Category Archives: growth hacks

Why I am still excited about PaaS

Remember LinkPeelr? It’s a Chrome extension I built over a lazy weekend over two years ago, and it has since been featured on Lifehacker, Mashable, MakeUseOf and many other awesome review sites.

In terms of active users over time, this has been the most successful of my projects, with over 3000 people using it every week to see where short URLs lead without having to click on them. It’s a great little utility that I still use it every day. I couldn’t sing it enough praises, so I’ll let you try it for yourself instead:

Download LinkPeelr extension for Chrome

Recently, I started thinking of marketing strategies (growth hacking is the term de jour, I believe) to take the extension to the next level. In the course of my investigations I’ve learned that extensions actually “know” when they are being updated. So then it hit me, why not use an upgrade event as opportunity to learn something about my users, namely why not open up a new Chrome tab and ask users a few questions about how and why they use LinkPeelr.

In a stroke of genius I added some code to the extension to open new tabs whenever it detected being installed or upgraded. This was a couple of months back, and then last week one of the users reported a critical bug that I needed to fix right away. When I deployed my fixes, I inadvertently deployed my half-baked survey-tab-opening code.

When a new version of an extension is released it is seamlessly deployed by Google Web Store to all of the extension users. Over the course of 2 hours 3000 people got the upgrade, and their extension popped open a new Chrome tab.

The problem is that the half-baked code also pointed the tab at http://linkpeelr.appspot.com/?v=2.0.1&new_install=true. Each http://linkpeelr.appspot.com page also shows a  live feed of what links are being peeled by other LinkPeelr users, which results in one API call being invoked every 3 seconds from every open tab.

Here are the results:

Google App Engine traffic spike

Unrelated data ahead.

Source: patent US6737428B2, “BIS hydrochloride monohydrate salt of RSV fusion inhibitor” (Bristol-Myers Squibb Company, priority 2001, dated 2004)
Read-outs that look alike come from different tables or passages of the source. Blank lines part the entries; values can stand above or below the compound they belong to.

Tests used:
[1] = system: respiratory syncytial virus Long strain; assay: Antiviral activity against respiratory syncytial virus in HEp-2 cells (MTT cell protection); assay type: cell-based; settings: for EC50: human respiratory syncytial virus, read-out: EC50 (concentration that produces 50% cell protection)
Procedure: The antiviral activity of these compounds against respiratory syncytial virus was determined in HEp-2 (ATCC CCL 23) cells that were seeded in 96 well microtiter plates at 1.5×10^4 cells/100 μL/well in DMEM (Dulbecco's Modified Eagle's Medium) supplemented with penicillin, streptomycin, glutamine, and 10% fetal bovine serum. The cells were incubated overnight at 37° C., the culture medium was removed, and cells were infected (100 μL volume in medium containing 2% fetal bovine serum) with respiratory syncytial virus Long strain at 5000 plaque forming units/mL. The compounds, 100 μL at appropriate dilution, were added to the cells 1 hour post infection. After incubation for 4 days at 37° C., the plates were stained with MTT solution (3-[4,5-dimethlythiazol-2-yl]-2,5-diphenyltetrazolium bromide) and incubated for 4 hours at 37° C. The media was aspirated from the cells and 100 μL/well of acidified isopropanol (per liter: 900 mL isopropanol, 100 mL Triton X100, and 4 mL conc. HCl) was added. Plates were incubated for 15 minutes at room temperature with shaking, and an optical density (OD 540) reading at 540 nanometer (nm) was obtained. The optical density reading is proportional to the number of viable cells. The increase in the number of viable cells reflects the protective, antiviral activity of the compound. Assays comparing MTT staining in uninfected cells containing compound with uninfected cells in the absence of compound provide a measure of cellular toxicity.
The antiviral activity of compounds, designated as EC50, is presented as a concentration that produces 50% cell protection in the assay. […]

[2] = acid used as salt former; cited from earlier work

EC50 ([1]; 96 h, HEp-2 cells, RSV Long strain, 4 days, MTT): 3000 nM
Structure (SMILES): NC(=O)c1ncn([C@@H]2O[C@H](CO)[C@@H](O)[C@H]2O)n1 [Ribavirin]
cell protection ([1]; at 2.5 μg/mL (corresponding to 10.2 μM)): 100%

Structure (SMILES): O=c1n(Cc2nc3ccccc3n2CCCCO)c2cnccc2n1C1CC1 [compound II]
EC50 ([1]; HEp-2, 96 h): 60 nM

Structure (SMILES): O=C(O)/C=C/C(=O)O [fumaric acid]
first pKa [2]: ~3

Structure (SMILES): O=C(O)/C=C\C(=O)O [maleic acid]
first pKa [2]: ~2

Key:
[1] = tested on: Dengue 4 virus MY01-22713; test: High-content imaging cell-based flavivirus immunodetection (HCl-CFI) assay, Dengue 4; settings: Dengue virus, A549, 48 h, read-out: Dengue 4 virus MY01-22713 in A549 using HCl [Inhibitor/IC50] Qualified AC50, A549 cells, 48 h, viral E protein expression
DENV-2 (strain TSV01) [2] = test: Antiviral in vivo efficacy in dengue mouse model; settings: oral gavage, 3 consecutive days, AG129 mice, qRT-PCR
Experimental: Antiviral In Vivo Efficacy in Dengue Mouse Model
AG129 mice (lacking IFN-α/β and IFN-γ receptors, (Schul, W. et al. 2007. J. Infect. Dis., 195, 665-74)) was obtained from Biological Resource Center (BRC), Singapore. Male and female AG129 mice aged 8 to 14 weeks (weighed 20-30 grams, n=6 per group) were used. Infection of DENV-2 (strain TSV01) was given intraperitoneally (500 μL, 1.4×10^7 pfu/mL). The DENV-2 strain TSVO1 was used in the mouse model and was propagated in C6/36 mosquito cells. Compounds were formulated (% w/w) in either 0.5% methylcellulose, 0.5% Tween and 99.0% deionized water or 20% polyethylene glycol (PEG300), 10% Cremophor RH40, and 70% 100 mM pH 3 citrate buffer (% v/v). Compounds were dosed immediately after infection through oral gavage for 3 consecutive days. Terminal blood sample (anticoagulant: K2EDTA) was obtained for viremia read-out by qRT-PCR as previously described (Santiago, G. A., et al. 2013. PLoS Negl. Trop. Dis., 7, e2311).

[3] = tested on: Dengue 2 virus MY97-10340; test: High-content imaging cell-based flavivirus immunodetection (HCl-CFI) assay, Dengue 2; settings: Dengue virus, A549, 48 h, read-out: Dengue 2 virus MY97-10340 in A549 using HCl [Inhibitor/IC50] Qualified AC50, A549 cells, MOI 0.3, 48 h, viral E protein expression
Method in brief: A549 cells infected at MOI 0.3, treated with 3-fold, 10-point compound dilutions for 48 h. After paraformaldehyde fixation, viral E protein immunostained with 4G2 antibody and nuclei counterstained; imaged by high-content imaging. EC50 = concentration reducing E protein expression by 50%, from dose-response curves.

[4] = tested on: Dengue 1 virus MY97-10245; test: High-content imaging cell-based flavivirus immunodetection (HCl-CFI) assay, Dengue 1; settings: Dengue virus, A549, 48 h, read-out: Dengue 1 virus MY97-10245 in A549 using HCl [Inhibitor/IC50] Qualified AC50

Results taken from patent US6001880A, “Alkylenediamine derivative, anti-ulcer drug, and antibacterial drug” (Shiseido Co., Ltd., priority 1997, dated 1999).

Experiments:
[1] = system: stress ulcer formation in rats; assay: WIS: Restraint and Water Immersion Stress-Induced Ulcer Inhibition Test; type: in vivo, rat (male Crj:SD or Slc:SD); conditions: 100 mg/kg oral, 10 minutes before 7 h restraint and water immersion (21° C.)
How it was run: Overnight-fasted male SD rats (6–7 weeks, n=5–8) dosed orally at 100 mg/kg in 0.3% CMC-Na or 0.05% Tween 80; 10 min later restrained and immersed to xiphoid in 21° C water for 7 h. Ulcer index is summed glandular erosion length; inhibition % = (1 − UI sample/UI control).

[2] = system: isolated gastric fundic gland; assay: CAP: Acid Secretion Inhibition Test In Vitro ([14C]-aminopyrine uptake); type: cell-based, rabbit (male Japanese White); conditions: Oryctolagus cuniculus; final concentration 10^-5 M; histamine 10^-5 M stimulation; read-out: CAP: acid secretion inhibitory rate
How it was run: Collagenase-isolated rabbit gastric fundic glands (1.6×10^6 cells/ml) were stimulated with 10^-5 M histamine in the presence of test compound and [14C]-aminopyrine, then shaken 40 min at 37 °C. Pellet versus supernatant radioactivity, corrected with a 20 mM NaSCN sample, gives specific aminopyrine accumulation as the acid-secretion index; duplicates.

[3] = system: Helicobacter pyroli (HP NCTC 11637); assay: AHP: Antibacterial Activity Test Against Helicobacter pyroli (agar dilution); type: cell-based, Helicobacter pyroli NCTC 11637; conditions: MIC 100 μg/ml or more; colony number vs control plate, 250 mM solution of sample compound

Google App Engine traffic spike

The beauty of platform as a service model (PaaS) is that have I not accidentally looked at my Google App Engine console I would have never noticed what was going on. The platform automatically scaled from 1 instance that it normally needs to peel links for 3000+ users to 5 instances to handle the additional API load. And this was still well within my free Google App Engine tier.

I had a little “oh, shit” moment before I commented out the offending code and deployed a new version of LinkPeelr. It took all of 5 minutes to resolve the issue.

Don’t get me wrong, there are plenty of cases when PaaS just won’t do. As for me, I’ve used it for every single one of my side projects and have been consistently pleased with not having to administer any machines or worry about minutia I have no bandwidth for anyways (pun fully intended).

So why not use Google App Engine or Heroku for your next big idea? If you can skip the micromanagement and use that time to focus on the product, why wouldn’t you?

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The precipitous slide into obscurity

Staying on top of social media and engaging with online communities — be it Twitter, Facebook, Tumblr, Pinterest — is turning us all into creatures driven by compulsion. Like sharks which must keep moving to survive, the moment we stop making noise online is the moment we start to suffocate and drown. Call it a struggle for relevance, if you wish.

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What’s wrong with a 10% chance to win $10?

So I finally managed to get a ticket to New York Tech Meetup. The day after I got the ticket I found out that I would be travelling on business on Tuesday and would not be able to attend. Bummer.

These tickets are notoriously scarce and highly sought after. Within several minutes of the tickets being released, they are gobbled up by some 700+ lucky attendees at $10 a pop. The unlucky rest ends up trolling the meetup message board where they have to resort to all sort of unsavory shenanigans to score a ticket — mostly groveling, begging, offering to pay above value, and then groveling and begging some more.

I didn’t feel like selling my ticket to a random stranger. Instead I decided to turn it into a social experiment of sorts. I wanted to see what people were willing to do for a chance to win this ticket, so what I did was to offer to give the ticket away to one of the next 10 people who would follow me on Twitter. It’s a simple idea, really.

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